Local family purchase funeral home

Kirk Boxleitner kboxleitner@ptleader.com
Posted 10/11/23



The Kosec Funeral Home and Crematory in Port Townsend is under new management but its new owners remain native to the Olympic Peninsula.

Married funeral directors David …

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Local family purchase funeral home




The Kosec Funeral Home and Crematory in Port Townsend is under new management but its new owners remain native to the Olympic Peninsula.

Married funeral directors David and Samantha Bradley have each accumulated close to a decade’s worth of experience in the industry, with training and service stints in Port Angeles and Bremerton. They met and learned at least part of their trade at the Miller-Woodlawn Funeral Home and Memorial Park but they left western Washington for Walla Walla in 2020.

Although David’s job returned him to Port Townsend in 2017, he and Samantha were looking to purchase a funeral home in Walla Walla. That process to took longer than they expected.

The Kosec Funeral Home (opened as the Owyen Funeral Home in 1963 before being purchased by the Kosec family in 1979, and then by another owner in 1999) was looking for new management of its own.

The Bradleys were given a chance to return to the Olympic Peninsula by purchasing Kosec instead of the funeral home they’d been pursuing in Walla Walla.

“We jumped at the chance,” David told The Leader, “I love the Olympic Peninsula. It’s a great place to live and raise a family.”

“We loved the idea of coming back to where David was raised, getting closer to the family and raising our own family here,” Samantha added.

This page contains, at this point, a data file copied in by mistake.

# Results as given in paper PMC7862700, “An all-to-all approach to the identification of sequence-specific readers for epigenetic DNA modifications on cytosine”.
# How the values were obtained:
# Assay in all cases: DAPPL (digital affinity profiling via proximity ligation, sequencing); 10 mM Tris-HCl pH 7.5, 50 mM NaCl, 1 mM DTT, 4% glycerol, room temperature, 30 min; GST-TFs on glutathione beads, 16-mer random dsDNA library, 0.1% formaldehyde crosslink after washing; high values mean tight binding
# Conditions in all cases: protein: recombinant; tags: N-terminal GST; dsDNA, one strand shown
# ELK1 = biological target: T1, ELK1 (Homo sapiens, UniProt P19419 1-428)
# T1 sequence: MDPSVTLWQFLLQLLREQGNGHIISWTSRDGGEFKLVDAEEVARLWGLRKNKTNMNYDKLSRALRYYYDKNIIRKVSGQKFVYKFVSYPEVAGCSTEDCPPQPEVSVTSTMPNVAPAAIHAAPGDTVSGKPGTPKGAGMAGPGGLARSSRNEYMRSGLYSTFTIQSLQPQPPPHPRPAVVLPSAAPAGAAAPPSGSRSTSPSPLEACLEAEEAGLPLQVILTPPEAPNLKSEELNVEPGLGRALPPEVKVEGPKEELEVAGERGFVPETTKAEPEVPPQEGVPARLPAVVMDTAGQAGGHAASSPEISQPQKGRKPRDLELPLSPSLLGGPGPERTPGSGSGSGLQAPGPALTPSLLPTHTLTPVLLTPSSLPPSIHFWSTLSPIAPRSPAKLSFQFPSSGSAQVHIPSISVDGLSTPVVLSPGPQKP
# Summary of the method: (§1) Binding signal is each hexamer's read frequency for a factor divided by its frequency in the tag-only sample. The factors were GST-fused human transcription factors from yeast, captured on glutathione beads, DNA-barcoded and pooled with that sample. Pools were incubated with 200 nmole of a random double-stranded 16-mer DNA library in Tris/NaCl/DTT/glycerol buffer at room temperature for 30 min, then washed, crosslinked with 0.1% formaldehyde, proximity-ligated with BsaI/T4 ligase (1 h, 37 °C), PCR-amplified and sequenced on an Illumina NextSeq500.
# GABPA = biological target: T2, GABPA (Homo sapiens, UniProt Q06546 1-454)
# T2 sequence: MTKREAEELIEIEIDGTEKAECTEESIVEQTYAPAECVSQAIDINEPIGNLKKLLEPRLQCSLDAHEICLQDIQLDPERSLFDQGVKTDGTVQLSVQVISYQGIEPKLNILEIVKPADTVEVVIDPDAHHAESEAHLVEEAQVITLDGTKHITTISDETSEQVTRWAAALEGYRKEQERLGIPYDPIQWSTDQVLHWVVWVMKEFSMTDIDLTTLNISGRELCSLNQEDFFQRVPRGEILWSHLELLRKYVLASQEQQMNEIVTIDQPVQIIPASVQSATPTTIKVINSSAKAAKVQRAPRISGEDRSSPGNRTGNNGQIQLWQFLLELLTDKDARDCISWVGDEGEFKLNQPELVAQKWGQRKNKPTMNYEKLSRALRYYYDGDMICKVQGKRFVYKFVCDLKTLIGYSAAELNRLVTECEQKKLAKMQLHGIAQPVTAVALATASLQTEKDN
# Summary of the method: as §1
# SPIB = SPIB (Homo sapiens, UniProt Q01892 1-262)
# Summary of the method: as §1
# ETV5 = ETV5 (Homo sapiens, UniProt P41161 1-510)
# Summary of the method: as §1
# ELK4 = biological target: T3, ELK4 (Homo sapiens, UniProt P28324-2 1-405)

David graduated from Chimacum High School in 2007, and had long since aspired to own Kosec, but Robles had never been interested in retiring, until recently.

Both of the Bradleys emphasized that they take their roles as funeral directors extremely seriously.

“When people trust you to take care of their loved ones, it’s an honor,” David said, “I never rush the family. We move at their pace, walking hand-in-hand with them to honor the lives of their loved ones.”

“Not everyone is cut out to be a funeral director,” Samantha said. “Everyone who’s dealing with death has a different story, and a different situation. Death is very hard for most survivors to deal with, and I want to make it less difficult for them.”

The Bradleys agreed that it’s essential to provide options to their clients on how they might choose to honor and take care of their loved ones, while also offering enough guidance to make the process as effortless as possible.

“I believe in being transparent, open and honest about what’s taking place with people’s loved ones,” David said. “I have never been the type of funeral director who dictates to families what they have to do.”

“We are here to help families,” Samantha said. “Enabling families to celebrate their loved ones is as important to us as it is to them.”

The Bradleys feel fortunate to acquire a funeral home with “a great reputation” like Kosec, which they feel duty-bound to uphold, especially in the community where they’ll be raising their children. So while they are planning some minor updates to the establishment’s services, they certainly don’t intend to change anything major.

“We’re looking forward to continuing to work in the community, building relationships with Jefferson County residents, and continuing the legacy and service of the Kosec Funeral Home,” David said, adding that they will of course honor all pre-planned arrangements made prior to their ownership.

BUNKER brings a world of art to teens

By Thais Oliveira